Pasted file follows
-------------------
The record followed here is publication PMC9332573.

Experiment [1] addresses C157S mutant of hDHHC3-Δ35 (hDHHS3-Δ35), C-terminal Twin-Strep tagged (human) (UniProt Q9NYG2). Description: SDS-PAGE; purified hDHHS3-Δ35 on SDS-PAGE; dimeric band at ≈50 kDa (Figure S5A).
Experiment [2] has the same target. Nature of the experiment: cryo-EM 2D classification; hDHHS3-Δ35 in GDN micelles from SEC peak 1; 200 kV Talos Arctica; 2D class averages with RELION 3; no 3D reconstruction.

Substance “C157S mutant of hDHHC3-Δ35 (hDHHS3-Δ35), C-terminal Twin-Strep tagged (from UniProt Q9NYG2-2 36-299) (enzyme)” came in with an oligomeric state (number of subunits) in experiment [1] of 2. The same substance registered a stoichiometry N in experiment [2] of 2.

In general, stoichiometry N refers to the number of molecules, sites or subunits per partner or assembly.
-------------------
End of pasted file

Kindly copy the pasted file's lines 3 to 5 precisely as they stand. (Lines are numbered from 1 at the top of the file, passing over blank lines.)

Experiment [2] has the same target. Nature of the experiment: cryo-EM 2D classification; hDHHS3-Δ35 in GDN micelles from SEC peak 1; 200 kV Talos Arctica; 2D class averages with RELION 3; no 3D reconstruction.

Substance “C157S mutant of hDHHC3-Δ35 (hDHHS3-Δ35), C-terminal Twin-Strep tagged (from UniProt Q9NYG2-2 36-299) (enzyme)” came in with an oligomeric state (number of subunits) in experiment [1] of 2. The same substance registered a stoichiometry N in experiment [2] of 2.

In general, stoichiometry N refers to the number of molecules, sites or subunits per partner or assembly.